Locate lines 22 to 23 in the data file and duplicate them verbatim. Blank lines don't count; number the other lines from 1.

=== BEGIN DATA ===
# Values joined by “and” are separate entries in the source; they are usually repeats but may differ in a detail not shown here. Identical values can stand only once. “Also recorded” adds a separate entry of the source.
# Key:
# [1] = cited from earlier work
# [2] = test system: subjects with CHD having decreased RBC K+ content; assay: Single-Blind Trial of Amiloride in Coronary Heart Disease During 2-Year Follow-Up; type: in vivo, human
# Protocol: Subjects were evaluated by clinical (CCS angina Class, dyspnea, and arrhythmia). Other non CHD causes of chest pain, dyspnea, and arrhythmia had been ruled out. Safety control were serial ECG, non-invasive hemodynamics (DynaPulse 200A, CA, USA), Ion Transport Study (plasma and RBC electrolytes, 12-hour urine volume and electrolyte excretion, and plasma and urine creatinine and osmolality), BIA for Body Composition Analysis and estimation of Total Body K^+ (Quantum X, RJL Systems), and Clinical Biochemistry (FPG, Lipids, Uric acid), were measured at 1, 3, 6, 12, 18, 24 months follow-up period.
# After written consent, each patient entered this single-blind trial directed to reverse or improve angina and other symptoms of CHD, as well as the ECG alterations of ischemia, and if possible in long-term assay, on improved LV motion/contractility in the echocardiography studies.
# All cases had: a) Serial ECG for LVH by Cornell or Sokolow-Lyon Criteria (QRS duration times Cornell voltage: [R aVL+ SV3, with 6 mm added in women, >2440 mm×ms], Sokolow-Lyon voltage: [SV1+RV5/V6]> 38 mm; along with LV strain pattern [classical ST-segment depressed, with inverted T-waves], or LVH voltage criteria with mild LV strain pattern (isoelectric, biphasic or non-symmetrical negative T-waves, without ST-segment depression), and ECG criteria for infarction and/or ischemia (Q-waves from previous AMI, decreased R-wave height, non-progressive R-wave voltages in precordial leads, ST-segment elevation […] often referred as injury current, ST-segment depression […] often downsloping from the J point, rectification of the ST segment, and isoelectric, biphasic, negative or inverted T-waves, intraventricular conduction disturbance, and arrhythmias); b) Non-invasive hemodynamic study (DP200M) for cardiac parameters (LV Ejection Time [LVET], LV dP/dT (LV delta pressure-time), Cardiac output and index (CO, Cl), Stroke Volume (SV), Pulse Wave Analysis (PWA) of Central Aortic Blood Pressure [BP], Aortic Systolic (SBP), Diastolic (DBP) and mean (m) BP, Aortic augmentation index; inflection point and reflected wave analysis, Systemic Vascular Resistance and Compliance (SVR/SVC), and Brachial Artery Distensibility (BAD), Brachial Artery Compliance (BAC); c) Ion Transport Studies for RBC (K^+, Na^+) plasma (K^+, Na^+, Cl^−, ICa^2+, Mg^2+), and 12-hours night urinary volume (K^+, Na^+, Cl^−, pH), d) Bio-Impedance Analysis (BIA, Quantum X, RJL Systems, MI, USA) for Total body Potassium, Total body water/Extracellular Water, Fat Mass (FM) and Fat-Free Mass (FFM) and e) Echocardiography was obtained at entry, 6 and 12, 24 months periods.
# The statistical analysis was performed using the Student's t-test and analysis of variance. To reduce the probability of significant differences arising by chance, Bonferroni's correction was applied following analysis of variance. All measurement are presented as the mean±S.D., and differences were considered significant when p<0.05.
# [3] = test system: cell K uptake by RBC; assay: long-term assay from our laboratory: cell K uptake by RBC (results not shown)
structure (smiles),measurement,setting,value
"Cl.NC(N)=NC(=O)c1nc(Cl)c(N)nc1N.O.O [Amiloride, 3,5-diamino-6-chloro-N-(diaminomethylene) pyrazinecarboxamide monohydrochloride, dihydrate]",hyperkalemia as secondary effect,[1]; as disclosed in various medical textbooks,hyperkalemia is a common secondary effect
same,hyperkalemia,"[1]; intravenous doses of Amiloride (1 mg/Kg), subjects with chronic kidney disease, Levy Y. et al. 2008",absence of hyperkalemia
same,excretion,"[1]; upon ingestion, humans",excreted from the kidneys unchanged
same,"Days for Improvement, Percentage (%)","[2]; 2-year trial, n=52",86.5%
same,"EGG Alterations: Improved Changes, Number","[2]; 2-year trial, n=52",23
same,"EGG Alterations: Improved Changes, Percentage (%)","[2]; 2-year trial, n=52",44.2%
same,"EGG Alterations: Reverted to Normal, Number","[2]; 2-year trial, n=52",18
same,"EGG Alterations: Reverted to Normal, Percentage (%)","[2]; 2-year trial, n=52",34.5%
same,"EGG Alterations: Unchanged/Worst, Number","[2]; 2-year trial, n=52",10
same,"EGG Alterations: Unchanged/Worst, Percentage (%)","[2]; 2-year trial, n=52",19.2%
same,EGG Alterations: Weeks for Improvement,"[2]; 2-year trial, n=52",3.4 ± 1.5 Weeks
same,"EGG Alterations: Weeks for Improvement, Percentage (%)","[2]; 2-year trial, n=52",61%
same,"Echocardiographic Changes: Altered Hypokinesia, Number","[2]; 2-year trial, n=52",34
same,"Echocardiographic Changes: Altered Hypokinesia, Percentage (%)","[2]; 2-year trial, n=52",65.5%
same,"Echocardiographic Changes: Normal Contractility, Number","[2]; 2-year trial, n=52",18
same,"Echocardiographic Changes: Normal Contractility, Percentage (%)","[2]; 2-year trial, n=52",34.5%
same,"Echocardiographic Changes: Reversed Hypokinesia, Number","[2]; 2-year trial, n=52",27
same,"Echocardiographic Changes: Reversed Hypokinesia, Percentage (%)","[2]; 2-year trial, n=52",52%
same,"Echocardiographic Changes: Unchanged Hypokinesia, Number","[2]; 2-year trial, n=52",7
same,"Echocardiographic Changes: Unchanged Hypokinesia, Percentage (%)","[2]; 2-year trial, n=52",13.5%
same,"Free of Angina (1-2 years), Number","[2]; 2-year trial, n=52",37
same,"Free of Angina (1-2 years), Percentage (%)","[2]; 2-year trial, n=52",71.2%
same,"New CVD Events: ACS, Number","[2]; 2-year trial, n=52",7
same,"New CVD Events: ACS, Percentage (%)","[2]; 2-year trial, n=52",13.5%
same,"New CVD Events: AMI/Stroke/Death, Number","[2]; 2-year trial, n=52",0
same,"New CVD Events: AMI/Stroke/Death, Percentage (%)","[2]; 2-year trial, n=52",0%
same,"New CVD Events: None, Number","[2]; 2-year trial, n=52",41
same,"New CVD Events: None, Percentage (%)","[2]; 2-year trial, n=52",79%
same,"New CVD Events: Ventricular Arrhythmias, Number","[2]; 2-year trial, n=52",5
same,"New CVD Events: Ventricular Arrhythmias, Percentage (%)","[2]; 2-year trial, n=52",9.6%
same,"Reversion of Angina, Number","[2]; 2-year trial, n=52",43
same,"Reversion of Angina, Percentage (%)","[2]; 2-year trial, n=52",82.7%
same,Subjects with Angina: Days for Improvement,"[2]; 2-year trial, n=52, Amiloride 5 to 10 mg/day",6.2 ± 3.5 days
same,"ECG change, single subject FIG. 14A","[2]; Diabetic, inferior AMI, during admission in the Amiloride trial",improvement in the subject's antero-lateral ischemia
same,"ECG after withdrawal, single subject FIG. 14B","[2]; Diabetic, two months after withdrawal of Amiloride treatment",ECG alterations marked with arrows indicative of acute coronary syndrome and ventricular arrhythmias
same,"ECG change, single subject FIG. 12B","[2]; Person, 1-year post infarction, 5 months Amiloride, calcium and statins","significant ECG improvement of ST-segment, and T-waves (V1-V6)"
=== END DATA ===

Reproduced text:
same,"EGG Alterations: Weeks for Improvement, Percentage (%)","[2]; 2-year trial, n=52",61%
same,"Echocardiographic Changes: Altered Hypokinesia, Number","[2]; 2-year trial, n=52",34